It appears that an RTA region-wide referendum on a vehicle registration fee would pass or fail based purely on the region-wide vote. In the specific case of Washtenaw County, there’s no provision that the referendum would need to get support from a majority of voters inside Washtenaw County in order for the fee to be imposed in Washtenaw by the RTA. Such a provision would be somewhat unusual, but it’s the kind of safeguard that the Ann Arbor city council has built into a pending agreement that it may enact to establish a countywide transit governance structure in Washtenaw County.

Concern for the possibility that voter sentiment in Washtenaw is markedly different from attitudes in the other three counties is likely the reason the proposed legislation assigns two of 10 board seats on the RTA to Washtenaw County – the same number as the more populous Oakland and Macomb counties.

If the Washtenaw representatives to the board were against placing a vehicle registration fee on the ballot, the RTA would need all eight of the non-Washtenaw board representatives in order to place the measure before the RTA region voters – due to the 4/5 majority requirement. And given that one of the RTA board seats would be appointed directly by the governor, any Washtenaw County residents who were opposed to a fee might look first to that seat as the one that might prevent a ballot measure from coming forward. Gov. Rick Snyder is a resident of Washtenaw County, with a home in the Ann Arbor area. [Editor's note: See reader's observation below that the governor's appointment is ex officio, and thus non-voting.]


  1. By cosmonıcan
    January 27, 2012 at 12:53 am | permalink

    A fifth, obvious choice, for expansion on that plan should be a “Rapid Rolling Transit” line up US23, to connect those Orange and Green lines. I presume that would be from Fenton to Saline through Ann Arbor; maybe AATA should put their money on that, instead of some pokey old train.

  2. January 27, 2012 at 6:03 am | permalink

    To rephrase your somewhat convoluted statement, the fee could be imposed on Washtenaw County if it passes in the three more populous counties, even if Washtenaw votes it down. In other words, we’re captive.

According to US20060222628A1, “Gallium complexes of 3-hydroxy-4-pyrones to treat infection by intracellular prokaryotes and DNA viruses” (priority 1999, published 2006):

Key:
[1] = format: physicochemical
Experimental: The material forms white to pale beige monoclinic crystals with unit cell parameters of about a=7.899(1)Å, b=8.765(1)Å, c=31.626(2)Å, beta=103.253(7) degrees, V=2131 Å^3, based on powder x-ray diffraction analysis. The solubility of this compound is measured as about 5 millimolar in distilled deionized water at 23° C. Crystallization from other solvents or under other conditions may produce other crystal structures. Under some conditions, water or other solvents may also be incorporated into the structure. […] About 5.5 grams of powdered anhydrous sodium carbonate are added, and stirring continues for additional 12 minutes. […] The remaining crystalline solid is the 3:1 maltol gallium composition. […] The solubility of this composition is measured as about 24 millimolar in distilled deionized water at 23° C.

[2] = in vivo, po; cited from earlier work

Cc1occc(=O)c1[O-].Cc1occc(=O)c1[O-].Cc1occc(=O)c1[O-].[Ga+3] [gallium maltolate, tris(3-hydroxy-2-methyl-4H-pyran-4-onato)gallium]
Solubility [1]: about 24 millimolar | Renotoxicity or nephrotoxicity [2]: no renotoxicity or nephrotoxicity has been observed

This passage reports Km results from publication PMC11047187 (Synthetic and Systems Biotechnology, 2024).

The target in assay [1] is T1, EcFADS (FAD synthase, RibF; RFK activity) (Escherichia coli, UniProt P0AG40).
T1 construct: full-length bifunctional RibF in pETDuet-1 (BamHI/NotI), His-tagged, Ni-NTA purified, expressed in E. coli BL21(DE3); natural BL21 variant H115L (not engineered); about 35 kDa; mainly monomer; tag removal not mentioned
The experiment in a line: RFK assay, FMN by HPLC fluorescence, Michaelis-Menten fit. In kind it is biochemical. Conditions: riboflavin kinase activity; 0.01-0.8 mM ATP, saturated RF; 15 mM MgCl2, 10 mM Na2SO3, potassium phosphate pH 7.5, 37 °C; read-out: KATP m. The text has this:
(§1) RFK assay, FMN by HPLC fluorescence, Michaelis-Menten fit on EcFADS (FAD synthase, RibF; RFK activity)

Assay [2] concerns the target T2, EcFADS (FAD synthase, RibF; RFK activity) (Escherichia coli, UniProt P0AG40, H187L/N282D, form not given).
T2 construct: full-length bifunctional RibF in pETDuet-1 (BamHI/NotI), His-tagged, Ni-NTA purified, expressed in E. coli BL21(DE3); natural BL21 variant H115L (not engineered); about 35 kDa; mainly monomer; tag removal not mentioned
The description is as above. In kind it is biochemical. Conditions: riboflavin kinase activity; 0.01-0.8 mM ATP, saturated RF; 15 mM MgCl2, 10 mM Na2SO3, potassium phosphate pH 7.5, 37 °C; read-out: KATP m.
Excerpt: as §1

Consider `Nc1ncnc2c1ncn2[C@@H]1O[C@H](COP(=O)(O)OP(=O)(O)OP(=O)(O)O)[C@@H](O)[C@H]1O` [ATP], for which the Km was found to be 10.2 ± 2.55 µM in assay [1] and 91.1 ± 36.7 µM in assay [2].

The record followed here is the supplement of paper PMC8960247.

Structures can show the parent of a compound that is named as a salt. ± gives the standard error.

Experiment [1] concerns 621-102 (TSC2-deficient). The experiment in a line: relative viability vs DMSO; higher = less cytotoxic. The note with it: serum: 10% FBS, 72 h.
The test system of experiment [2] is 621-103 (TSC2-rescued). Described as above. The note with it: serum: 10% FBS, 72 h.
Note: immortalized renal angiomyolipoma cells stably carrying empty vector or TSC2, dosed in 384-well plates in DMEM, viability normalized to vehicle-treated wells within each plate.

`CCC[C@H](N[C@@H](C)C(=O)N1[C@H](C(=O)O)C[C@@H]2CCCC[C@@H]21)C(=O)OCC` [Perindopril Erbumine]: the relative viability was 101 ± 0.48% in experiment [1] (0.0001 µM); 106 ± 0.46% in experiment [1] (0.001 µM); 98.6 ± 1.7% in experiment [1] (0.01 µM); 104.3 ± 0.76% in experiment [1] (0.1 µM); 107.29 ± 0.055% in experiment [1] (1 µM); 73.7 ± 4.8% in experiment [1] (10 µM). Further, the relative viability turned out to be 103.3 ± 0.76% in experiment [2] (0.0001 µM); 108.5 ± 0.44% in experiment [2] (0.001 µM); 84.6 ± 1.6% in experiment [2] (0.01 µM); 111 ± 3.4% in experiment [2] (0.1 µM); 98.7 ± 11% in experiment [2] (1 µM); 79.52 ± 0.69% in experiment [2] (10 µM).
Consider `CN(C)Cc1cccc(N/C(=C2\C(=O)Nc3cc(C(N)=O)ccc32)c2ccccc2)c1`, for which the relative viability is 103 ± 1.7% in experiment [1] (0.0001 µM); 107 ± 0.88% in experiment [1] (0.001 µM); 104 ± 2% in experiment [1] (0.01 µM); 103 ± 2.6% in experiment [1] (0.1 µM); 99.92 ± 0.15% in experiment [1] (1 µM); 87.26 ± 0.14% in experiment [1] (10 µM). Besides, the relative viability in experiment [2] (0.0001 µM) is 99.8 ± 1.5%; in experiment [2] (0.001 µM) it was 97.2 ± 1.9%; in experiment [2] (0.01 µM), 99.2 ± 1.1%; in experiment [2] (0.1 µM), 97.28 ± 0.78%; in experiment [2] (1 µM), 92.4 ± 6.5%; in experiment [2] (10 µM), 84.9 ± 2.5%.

The county-based fee is interesting in that it is up to the county Board of Commissioners to place it on the ballot for approval by county voters. The money collected then goes to the county treasurer (NOT to either a transportation authority or to a road commission). This is consistent with Snyder’s other proposals to allow boards of commissioners to subsume road commissions. But presumably the BOC could then allocate the money collected (subject to constitutional limitations on use for transit) as it deemed fit.

  3. January 27, 2012 at 8:33 am | permalink

    Some quick math on the mix of rapid transit proposal and financing mechanisms proposed shows that Washtenaw would be a big winner, financially.

    Look back to the County-wide Transit Master Plan at the estimates for commuter-grade A2/Ypsi-DTW-Dearborn/Detroit service, and you see they’re heavily caveated to the effect that “Washtenaw can only make these happen if we have partners on the other side of the county line picking up their share of the cost.”

    The number of automobiles in each county is roughly proportional to the population — meaning that Washtenaw’s share of the revenue of the RTA will be relatively tiny. Some quick math on the per-county mileage of the proposed rapid transit network, as described in the legislation (the northern connector is only described as spanning Gratiot to Woodward, btw), gives Washtenaw only slightly fewer network miles than Oakland or Macomb.

    Assuming equal service levels on the entire network, Washtenaw’s piece actually ends up being the subsidized section of the network, with something like 1/3 to 1/2 of the cost of operating our piece paid for by the other counties. You’ll note elsewhere that the legislation calls for each county to receive service equal to a minimum of 85% of the funds generated in that county — you can see that as Oakland and Macomb protecting themselves from subsidizing Washtenaw too heavily, rather than the other way around.

  4. January 27, 2012 at 8:41 am | permalink

    As far as your voting math in the last paragraph, note that the Governor’s appointee is non-voting ex oficio, leaving 9 voting members. A “super-majority not to exceed 4/5″ therefore means “either 6 or 7 votes out of 9″, presumably to be determined by the Authority Board when it sets its bylaws.

    End result is the same: any single County’s appointees (except Wayne+Detroit) can’t block a funding measure from the ballot, but my guess is that Washtenaw wouldn’t be the first holdout.

  5. January 27, 2012 at 9:48 am | permalink

    The analysis in the last two paragraphs of this article strikes me as a little off.

    First, it’s doubtful that the legislation’s proponents see Washtenaw as a tough sell on transit. Of all the counties in metro Detroit, we’ve been the most active in pursuing regional transit, like the Ann Arbor-Detroit link outlined in the proposal. It’s more likely that Washtenaw is heavily weighted on the board to bolster the new authority’s overall enthusiasm for expanded transit, since the Oakland County administration has been less than supportive in the past.